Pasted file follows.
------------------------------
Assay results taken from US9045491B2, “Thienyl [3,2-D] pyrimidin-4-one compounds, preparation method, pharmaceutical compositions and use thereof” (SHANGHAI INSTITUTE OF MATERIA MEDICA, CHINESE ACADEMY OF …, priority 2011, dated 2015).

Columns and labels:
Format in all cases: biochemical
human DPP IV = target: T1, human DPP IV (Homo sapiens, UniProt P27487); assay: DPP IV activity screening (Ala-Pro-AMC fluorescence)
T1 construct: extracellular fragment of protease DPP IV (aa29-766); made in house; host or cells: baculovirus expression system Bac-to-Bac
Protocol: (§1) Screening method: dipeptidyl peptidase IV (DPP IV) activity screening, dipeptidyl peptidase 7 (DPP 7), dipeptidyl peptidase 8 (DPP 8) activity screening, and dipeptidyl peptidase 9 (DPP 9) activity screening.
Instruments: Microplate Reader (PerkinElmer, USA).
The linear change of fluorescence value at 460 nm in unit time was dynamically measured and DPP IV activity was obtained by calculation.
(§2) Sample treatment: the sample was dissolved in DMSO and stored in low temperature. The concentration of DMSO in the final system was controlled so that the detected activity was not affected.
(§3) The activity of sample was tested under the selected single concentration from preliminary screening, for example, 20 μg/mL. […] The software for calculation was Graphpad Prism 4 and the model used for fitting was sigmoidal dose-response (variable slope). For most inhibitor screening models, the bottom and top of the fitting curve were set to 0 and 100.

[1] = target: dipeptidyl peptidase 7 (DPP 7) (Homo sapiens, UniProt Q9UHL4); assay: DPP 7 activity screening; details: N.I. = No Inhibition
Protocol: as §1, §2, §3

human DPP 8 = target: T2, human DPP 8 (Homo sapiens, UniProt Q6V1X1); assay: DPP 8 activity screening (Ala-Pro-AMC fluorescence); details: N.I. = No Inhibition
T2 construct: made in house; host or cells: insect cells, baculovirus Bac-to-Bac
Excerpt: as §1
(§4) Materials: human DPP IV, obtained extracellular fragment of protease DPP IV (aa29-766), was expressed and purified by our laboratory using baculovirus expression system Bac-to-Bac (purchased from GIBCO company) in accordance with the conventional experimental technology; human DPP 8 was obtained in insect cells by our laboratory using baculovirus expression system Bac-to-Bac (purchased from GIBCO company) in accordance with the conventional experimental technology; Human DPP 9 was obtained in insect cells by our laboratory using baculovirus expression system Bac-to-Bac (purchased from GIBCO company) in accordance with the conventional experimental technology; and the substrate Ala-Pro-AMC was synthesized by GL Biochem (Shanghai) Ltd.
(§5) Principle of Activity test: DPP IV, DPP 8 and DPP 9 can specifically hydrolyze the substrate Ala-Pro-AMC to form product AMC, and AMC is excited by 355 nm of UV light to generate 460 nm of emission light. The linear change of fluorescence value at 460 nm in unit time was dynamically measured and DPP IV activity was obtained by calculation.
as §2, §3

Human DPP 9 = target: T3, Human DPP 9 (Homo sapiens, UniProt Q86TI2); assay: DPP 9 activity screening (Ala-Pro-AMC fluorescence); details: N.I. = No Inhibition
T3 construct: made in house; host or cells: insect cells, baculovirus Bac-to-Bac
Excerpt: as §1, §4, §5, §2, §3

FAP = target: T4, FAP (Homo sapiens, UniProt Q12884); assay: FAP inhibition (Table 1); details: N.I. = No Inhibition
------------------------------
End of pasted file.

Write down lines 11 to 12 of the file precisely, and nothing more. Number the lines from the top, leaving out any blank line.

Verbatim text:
[1] = target: dipeptidyl peptidase 7 (DPP 7) (Homo sapiens, UniProt Q9UHL4); assay: DPP 7 activity screening; details: N.I. = No Inhibition
Protocol: as §1, §2, §3